2011: Year of the Tomato
The National Garden Bureau has named 2011 The Year of the Tomato. For many gardeners, tomatoes are a staple in their garden each year. These plants are fairly easy to grow and yield a lot of fruit, giving you plenty of tomatoes to make salsa, pasta sauce and slices for your sandwiches throughout the summer.
Tomatoes are typically classified in three ways: fruit shape, days to maturation, and color. Fruit shape also indicates size. From smallest to largest, tomatoes are identified as cherry, plum, standard and beefsteak. Cherry tomatoes are produced in small clusters of round, cherry-like, fruits that are generally smaller than 1 ounce. Plum tomatoes are shaped like plums and are slightly larger than the cherries, weighing between 2 and 6 ounces. Standard tomatoes weigh between 4 and 16 ounces, and are round in shape. Beefsteaks are the largest, typically an oblate shape and weighing up to 2 pounds. Other fruit shapes include the popular grape tomatoes, which are the oval shaped fruit that many tomato-lovers like to snack on.
Tomatoes are also categorized by days to maturation, which means the average amount of time it takes from planting to the first ripe fruit. There are early tomatoes, like Early Girl, that ripen in fewer than 70 days. Mid-season tomatoes take about 70 to 80 days and late tomatoes require over 80 days to maturation.
Finally, tomatoes can be categorized by color. There’s the traditional red that everyone thinks of with tomatoes, but fruit colors range from creamy white to pink, yellow, orange, golden, and lime green.
Tomatoes' growth habits vary depending on the type of tomato. There are some that are more bush like, while others have a climbing habit, growing taller than others. Either way, it is always wise to have a tomato cage or stake on hand to support the plant while it grows.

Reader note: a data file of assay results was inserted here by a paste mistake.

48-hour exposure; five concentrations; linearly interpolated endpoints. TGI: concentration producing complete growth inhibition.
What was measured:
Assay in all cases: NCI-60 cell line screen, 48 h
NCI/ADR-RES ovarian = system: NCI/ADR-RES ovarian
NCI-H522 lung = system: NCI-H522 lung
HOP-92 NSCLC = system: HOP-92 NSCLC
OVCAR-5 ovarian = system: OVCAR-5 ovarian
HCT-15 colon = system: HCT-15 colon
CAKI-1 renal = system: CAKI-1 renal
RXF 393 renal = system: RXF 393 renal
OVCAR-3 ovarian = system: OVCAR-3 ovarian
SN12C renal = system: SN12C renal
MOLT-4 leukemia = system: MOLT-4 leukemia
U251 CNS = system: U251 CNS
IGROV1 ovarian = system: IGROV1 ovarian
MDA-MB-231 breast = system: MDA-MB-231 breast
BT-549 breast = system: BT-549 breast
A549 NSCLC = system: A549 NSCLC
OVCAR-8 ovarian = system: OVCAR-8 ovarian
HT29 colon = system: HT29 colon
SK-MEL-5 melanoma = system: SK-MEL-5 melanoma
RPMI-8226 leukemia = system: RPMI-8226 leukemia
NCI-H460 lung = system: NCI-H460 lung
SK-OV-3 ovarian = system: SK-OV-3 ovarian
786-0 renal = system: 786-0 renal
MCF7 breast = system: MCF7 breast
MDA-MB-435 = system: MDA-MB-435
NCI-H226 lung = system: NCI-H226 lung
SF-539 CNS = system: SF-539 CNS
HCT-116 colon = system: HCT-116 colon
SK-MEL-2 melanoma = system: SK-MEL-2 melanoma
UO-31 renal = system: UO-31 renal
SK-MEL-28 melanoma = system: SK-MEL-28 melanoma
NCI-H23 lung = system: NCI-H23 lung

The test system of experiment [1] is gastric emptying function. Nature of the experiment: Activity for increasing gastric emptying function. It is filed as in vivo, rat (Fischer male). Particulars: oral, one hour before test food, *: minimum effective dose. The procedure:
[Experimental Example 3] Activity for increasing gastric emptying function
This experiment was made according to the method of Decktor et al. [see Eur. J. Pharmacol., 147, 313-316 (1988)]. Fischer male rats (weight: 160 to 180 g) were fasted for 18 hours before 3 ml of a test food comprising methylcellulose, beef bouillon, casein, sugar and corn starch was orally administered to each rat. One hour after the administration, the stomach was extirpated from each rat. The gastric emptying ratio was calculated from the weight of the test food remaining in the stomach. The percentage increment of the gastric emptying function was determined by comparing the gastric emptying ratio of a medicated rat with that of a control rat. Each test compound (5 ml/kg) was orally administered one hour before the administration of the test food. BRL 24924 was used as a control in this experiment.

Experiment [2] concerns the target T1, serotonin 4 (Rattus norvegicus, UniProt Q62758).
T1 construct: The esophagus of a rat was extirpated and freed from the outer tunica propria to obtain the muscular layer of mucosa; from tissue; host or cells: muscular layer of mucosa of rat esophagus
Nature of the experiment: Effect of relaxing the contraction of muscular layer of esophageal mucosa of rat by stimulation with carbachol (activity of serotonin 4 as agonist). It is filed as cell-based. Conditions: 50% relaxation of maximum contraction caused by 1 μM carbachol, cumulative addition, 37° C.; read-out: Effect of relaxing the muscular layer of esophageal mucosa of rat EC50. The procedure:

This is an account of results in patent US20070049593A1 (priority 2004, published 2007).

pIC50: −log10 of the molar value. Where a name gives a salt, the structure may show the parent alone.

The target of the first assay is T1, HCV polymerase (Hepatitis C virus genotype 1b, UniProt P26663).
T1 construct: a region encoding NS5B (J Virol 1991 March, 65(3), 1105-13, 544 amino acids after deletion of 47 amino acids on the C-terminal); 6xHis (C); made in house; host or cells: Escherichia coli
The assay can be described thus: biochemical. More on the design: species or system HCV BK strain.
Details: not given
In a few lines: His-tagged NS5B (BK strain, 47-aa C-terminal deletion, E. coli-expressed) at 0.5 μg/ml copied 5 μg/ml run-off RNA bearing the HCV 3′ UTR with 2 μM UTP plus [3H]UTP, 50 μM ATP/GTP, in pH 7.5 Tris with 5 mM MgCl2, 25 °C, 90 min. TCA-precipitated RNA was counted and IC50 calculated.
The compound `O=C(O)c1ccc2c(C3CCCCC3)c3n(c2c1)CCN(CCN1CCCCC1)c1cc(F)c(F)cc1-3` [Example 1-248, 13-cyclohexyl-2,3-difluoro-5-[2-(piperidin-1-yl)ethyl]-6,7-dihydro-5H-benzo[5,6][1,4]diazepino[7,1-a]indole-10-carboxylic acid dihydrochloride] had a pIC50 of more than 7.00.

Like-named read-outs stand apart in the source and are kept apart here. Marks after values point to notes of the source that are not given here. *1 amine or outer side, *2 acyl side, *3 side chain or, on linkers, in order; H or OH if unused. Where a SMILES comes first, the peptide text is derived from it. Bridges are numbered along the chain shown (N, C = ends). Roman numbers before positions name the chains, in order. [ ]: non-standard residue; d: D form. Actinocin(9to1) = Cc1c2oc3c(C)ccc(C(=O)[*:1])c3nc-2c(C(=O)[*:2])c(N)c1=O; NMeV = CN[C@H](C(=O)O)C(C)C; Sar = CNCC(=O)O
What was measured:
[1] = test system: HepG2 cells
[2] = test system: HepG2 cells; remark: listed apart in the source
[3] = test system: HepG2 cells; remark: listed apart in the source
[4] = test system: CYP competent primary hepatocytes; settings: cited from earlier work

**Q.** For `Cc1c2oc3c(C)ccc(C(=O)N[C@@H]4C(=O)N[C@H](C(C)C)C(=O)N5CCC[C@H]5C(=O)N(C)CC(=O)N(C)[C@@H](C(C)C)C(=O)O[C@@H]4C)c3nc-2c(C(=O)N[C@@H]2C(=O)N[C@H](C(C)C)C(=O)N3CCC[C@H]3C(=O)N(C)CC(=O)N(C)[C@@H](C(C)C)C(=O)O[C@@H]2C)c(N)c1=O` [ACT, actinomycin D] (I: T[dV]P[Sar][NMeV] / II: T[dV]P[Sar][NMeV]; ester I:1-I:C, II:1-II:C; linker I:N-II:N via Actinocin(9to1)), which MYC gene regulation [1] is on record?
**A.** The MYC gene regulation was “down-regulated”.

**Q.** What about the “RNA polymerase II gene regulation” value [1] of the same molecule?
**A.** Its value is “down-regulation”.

Gardeners can grow tomatoes two ways: from seed or from a potted plant. Seeds should be started indoors about six weeks before the expected last frost date. When starting from a previously started plant, be sure the last frost has passed. Tomatoes are not fans of the cold, so if the temperatures look like they are going to dip overnight, be sure to cover any plants with a bedsheet to protect them.
Once the cold nights are gone, your tomatoes should grow with ease. They do best in full sun, with lots of room to grow. Many gardeners plant their tomatoes in cages and supports from the start. Also, water tomatoes frequently to establish their roots, and keep the plants well watered throughout the season. As far as fertilizing your plant, tomatoes need phosphorus, nitrogen, potash and other minor elements. Here at Vern Goers Greenhouse, we carry Tomato-Tone from Espoma, which is a great organic fertilizer that will help you get the most out of your tomato plant.
Once you have fruit that are a deep red, yellow or whatever color you chose, the tomato is ready to be harvested. It is best to keep the fruit at room temperature, like on the kitchen counter, rather than in the refrigerator.
Each year, Vern Goers Greenhouse has tomato seeds available toward the end of February and we proudly grow a wide variety of tomatoes that include: Amish Paste, Beefmaster, Beefsteak, Better Boy, Big Beef, Bonny Best, Brandywine, Burpee Big Boy, Celebrity, Champion II, Cherokee Purple, Early Girl, Fantastic, Garden Peach, Golden Jubilee, Health Kick, Jet Star, Lemon Boy, Moby Grape, Mortgage Lifter, Mountain Pride, New Yorker, Patio, Pineapple, Polish Linguisa, Quick Pick, Red Cherry Large, Red Cherry Small, Roma, Rutgers, San Marzano, Small Fry, Supersteak, Supersweet 100, Sweet Chelsea, Thessaloniki, Yellow Brandywine, Yellow Pear, Yellow Plum